Beaver Creek Campground
Beaver Creek campground is a popular group camp situated along the Stillaguamish River, with a spectacular view of Big Four Mountain. Visitors traversing the scenic Mountain Loop Road through Mt. Baker-Snoqualmie National Forest will find the campground about 12 miles east of the Verlot Public Service Center, just past the small town of Silverton, Washington. Fairly flat, surrounded by stands of old-growth forest and located near the bubbling Beaver Creek, this site is ideal for small group or family camping excursions.
In addition to being a prime location for hiking, fishing, picnicking and horseback riding in summer and early fall, Beaver Creek offers excellent skiing and snowshoeing in the winter months. Hikers may want to explore the nearby Big Four Ice Caves Trail off of the Mountain Loop Highway. The trail ends with a view of the ice fields and the immense north face of the 6,153 foot Big Four Mountain. The caves are exposed during August and remain visible through October. The nearby Gold Basin Mill Pond interpretive trail is also accessible from the campground. This interpretive site includes a short, barrier-free trail that passes by mill relics and ends on a floating viewpoint looking across the old millpond. Interpretive signs discuss the history of the mill and the wildlife in the area. The trail is located directly across from the Gold Basin Campground.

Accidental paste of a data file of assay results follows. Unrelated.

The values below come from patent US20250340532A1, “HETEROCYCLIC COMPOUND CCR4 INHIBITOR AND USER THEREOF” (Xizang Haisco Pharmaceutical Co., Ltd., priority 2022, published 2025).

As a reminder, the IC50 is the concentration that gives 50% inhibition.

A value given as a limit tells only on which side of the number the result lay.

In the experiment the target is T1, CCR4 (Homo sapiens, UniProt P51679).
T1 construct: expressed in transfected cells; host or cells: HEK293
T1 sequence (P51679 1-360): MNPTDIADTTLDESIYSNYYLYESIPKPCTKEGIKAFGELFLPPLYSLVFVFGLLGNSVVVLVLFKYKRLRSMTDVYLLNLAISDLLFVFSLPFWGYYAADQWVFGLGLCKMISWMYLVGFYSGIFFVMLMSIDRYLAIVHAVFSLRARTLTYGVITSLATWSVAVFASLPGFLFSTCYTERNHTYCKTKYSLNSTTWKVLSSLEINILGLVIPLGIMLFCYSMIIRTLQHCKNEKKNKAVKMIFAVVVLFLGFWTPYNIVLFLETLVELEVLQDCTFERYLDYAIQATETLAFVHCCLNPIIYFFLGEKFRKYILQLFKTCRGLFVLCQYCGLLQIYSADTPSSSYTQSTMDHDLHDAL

Located in the majestic Cascade region of Washington, the Mt. Baker-Snoqualmie National Forest offers visitors the chance to explore the region's rugged peaks, scenic rivers and dense forest and wilderness areas. Old-growth forests of cedar, fir and hemlock line the wide, gently-flowing Stillaguamish River and tower over trails of moss-covered boulders. On a clear day visitors can spot Mt. Baker, the most prominent feature of the Wilderness Area. Rising to 10,781 feet, the active volcano is perpetually snow-capped and mantled with an extensive network of creeping glaciers. Mt. Baker's summit, Grant Peak, is actually a 1,300-foot-deep mound of ice, which hides a massive volcanic crater. The diverse forest provides an excellent habitat for a variety of wildlife. In addition to being home for a multitude of mammals, birds, amphibians and reptiles, the area sustains more rare species such as lynx, moose, wolves, and wolverine. Grizzly bear sightings have been confirmed in the Cascade region, though black bears are more common.
- Bike Riding
- Horseback Riding
- Wildlife Watching
This is a NO WATER facility so campers will need to bring their own supply.
This facility is pet friendly so long as animals are picked up after and kept on their leashes.
Prevent the spread of invasive species by inspecting and cleaning packs, equipment and tires before using lake or trails.
Click here for more information about Mt. Baker-Snoqualmie National Forest.
Group Camp gates are opened the morning of incoming reservations. If any assistance is required please visit the camp hosts at the nearby Verlot Campground at milepost 11 on the Mtn. Loop Highway where water and firewood are also available.
Don't Move Firewood: Please protect Pacific Northwest forests by preventing the spread of invasive species. Firewood can carry insects and diseases that can threaten the health of our western forests. You can make a difference by obtaining and burning your firewood near your camping destination. Visit Dontmovefirewood.org for further information.
Check In: 2PM Check Out: 12PM.